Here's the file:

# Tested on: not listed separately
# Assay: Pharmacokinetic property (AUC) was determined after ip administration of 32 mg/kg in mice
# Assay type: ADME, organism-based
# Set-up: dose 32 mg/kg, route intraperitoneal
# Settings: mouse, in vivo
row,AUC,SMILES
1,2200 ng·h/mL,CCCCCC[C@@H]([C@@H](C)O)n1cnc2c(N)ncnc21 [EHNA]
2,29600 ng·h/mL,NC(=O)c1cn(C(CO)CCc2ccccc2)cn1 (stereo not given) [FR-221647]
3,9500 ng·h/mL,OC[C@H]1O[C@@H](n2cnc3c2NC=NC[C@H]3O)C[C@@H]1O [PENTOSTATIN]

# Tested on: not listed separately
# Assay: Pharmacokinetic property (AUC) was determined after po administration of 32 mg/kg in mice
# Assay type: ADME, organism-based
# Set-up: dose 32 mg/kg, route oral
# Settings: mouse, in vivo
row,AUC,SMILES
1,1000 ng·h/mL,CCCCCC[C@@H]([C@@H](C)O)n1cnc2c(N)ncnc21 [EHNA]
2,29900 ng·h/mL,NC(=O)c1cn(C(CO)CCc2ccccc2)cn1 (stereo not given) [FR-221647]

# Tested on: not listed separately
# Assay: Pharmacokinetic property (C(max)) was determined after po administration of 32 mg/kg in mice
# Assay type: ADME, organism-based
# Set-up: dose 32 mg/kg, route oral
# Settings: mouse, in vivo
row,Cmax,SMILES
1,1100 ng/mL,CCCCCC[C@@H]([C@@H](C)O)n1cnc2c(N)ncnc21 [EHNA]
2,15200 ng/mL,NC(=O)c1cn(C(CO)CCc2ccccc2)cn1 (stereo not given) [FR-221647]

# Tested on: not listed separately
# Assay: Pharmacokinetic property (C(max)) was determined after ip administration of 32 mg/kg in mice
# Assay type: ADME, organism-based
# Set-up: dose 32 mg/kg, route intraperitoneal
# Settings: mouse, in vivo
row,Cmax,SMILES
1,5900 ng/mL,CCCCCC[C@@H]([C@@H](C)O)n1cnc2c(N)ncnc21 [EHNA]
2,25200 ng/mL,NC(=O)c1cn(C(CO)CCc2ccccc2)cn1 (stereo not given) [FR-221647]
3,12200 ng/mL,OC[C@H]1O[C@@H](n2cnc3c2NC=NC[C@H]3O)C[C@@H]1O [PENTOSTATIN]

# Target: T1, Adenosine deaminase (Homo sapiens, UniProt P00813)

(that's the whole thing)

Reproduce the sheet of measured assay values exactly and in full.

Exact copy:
# Tested on: not listed separately
# Assay: Pharmacokinetic property (AUC) was determined after ip administration of 32 mg/kg in mice
# Assay type: ADME, organism-based
# Set-up: dose 32 mg/kg, route intraperitoneal
# Settings: mouse, in vivo
row,AUC,SMILES
1,2200 ng·h/mL,CCCCCC[C@@H]([C@@H](C)O)n1cnc2c(N)ncnc21 [EHNA]
2,29600 ng·h/mL,NC(=O)c1cn(C(CO)CCc2ccccc2)cn1 (stereo not given) [FR-221647]
3,9500 ng·h/mL,OC[C@H]1O[C@@H](n2cnc3c2NC=NC[C@H]3O)C[C@@H]1O [PENTOSTATIN]

# Tested on: not listed separately
# Assay: Pharmacokinetic property (AUC) was determined after po administration of 32 mg/kg in mice
# Assay type: ADME, organism-based
# Set-up: dose 32 mg/kg, route oral
# Settings: mouse, in vivo
row,AUC,SMILES
1,1000 ng·h/mL,CCCCCC[C@@H]([C@@H](C)O)n1cnc2c(N)ncnc21 [EHNA]
2,29900 ng·h/mL,NC(=O)c1cn(C(CO)CCc2ccccc2)cn1 (stereo not given) [FR-221647]

# Tested on: not listed separately
# Assay: Pharmacokinetic property (C(max)) was determined after po administration of 32 mg/kg in mice
# Assay type: ADME, organism-based
# Set-up: dose 32 mg/kg, route oral
# Settings: mouse, in vivo
row,Cmax,SMILES
1,1100 ng/mL,CCCCCC[C@@H]([C@@H](C)O)n1cnc2c(N)ncnc21 [EHNA]
2,15200 ng/mL,NC(=O)c1cn(C(CO)CCc2ccccc2)cn1 (stereo not given) [FR-221647]

# Tested on: not listed separately
# Assay: Pharmacokinetic property (C(max)) was determined after ip administration of 32 mg/kg in mice
# Assay type: ADME, organism-based
# Set-up: dose 32 mg/kg, route intraperitoneal
# Settings: mouse, in vivo
row,Cmax,SMILES
1,5900 ng/mL,CCCCCC[C@@H]([C@@H](C)O)n1cnc2c(N)ncnc21 [EHNA]
2,25200 ng/mL,NC(=O)c1cn(C(CO)CCc2ccccc2)cn1 (stereo not given) [FR-221647]
3,12200 ng/mL,OC[C@H]1O[C@@H](n2cnc3c2NC=NC[C@H]3O)C[C@@H]1O [PENTOSTATIN]

# Target: T1, Adenosine deaminase (Homo sapiens, UniProt P00813)